With all this sort of thing in Kerry’s past and present, it’s no wonder that the Center for Responsive Politics’ director, Larry Noble, told the Washington Post that “it’s harder for someone like Kerry to take on” Bush over special interests “because he’s taken money from . . . a lot of the same” corporate sectors. The fat cats have flocked to Kerry: 55 percent of his presidential campaign’s cash comes from $2,000 contributors, meaning he’s closing in on Bush (who gets 73 percent from such big-check writers), according to The New York Times. There’s more. Kerry the “populist” voted in 2000 to shred the Community Reinvestment Act, which obliged banks to service impoverished areas and lend them money. Kerry voted just two years ago to repeal the Public Utility Holding Company Act, designed to keep energy prices to consumers low by forbidding utilities companies to invest speculatively in businesses outside the energy field.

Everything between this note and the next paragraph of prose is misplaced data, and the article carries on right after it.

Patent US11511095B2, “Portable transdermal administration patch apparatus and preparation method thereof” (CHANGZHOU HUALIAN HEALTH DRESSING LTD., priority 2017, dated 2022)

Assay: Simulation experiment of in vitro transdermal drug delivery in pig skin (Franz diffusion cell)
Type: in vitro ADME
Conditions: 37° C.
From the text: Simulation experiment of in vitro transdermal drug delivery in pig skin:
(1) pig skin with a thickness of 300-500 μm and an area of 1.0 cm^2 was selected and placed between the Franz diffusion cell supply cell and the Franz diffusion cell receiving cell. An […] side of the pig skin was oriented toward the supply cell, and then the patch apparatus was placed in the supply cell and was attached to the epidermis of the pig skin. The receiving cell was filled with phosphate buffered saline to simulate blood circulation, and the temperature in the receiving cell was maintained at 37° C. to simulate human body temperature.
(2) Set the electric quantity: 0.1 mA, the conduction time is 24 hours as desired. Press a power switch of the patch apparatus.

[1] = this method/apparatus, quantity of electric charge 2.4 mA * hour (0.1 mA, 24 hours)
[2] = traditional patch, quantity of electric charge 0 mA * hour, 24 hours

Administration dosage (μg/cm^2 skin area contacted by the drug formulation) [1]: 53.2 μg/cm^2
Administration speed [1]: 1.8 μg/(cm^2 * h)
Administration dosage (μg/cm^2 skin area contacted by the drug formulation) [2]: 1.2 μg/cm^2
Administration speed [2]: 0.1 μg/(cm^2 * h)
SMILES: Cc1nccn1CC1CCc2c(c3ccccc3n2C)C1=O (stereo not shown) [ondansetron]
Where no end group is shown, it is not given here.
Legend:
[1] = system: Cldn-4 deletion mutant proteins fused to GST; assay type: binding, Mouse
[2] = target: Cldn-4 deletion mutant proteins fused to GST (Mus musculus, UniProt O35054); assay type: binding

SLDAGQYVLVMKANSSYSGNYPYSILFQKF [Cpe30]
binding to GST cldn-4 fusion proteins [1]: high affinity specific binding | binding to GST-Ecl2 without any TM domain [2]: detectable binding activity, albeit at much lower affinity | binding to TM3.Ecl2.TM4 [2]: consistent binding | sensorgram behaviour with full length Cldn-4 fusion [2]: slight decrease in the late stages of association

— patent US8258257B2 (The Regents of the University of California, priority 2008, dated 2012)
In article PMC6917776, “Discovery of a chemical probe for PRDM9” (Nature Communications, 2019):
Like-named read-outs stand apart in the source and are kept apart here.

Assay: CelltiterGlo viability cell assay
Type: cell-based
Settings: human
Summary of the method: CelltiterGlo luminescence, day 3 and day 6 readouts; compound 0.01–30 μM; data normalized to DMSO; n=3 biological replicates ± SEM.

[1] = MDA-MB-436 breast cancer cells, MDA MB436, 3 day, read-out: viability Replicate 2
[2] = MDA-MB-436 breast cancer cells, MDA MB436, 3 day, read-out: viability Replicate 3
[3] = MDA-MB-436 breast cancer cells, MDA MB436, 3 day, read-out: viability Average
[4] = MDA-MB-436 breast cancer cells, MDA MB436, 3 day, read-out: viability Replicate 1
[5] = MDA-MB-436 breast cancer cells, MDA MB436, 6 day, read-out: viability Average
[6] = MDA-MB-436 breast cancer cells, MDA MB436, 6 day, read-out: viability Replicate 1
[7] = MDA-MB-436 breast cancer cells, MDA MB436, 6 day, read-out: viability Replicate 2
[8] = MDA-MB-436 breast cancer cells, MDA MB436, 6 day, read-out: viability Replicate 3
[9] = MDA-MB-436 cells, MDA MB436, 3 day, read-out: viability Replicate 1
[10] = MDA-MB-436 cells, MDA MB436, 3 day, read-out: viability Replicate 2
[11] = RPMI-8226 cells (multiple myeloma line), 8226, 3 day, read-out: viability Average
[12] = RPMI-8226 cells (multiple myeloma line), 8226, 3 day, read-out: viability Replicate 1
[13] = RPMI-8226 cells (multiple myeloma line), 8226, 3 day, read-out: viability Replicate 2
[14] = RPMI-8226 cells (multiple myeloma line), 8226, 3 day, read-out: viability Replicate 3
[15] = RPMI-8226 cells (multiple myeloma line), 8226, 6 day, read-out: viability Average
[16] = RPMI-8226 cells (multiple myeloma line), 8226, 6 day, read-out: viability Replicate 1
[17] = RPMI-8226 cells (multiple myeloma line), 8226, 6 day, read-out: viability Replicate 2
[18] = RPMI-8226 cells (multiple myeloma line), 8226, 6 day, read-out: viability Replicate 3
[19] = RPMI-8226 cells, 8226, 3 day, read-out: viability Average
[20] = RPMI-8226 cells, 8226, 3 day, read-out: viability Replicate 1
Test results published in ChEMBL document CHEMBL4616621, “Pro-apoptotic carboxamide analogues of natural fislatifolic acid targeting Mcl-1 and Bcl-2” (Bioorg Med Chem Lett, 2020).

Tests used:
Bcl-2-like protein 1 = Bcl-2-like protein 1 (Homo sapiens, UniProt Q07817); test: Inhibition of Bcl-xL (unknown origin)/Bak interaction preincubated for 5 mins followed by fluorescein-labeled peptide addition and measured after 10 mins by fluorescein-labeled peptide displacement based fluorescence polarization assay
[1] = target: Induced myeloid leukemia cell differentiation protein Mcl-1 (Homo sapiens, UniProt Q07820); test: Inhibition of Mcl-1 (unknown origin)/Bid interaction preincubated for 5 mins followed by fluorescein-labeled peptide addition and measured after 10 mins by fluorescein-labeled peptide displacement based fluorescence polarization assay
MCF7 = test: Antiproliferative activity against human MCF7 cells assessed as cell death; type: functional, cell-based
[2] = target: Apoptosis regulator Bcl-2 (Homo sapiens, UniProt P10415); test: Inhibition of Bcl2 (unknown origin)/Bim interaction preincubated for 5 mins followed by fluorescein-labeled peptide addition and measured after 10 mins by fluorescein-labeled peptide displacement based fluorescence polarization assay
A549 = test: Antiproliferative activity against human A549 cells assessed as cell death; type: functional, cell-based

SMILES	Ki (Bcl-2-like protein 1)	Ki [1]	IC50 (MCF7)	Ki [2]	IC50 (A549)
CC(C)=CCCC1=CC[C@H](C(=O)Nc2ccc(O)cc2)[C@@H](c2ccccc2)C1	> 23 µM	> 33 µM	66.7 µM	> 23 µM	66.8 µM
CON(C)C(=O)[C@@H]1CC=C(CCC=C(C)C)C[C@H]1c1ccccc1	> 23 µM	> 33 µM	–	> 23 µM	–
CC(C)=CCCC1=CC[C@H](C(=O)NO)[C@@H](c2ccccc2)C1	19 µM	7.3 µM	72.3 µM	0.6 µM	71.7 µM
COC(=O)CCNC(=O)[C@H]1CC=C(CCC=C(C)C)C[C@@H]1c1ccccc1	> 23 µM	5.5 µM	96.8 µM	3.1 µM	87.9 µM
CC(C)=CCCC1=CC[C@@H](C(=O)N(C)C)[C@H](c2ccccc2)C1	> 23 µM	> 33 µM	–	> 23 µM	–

Kerry’s Janus-like profile isn’t confined just to serving the special interests while denouncing them to win the Democratic nomination. He voted for the blank check for war in Iraq — and now denounces Bush for “lies” he once believed. On October 9, 2002, Kerry told the Senate, “Why is Saddam Hussein attempting to develop nuclear weapons when most nations don’t even try? . . . Iraq has chemical and biological weapons . . . Iraq is developing unmanned aerial vehicles capable of delivering chemical- and biological-warfare agents.” Of course, every single one of those statements about Iraq has since been proved to be empty rhetoric.
So, the question before Democratic voters is: If you cast your ballot for John Kerry, which one will you get?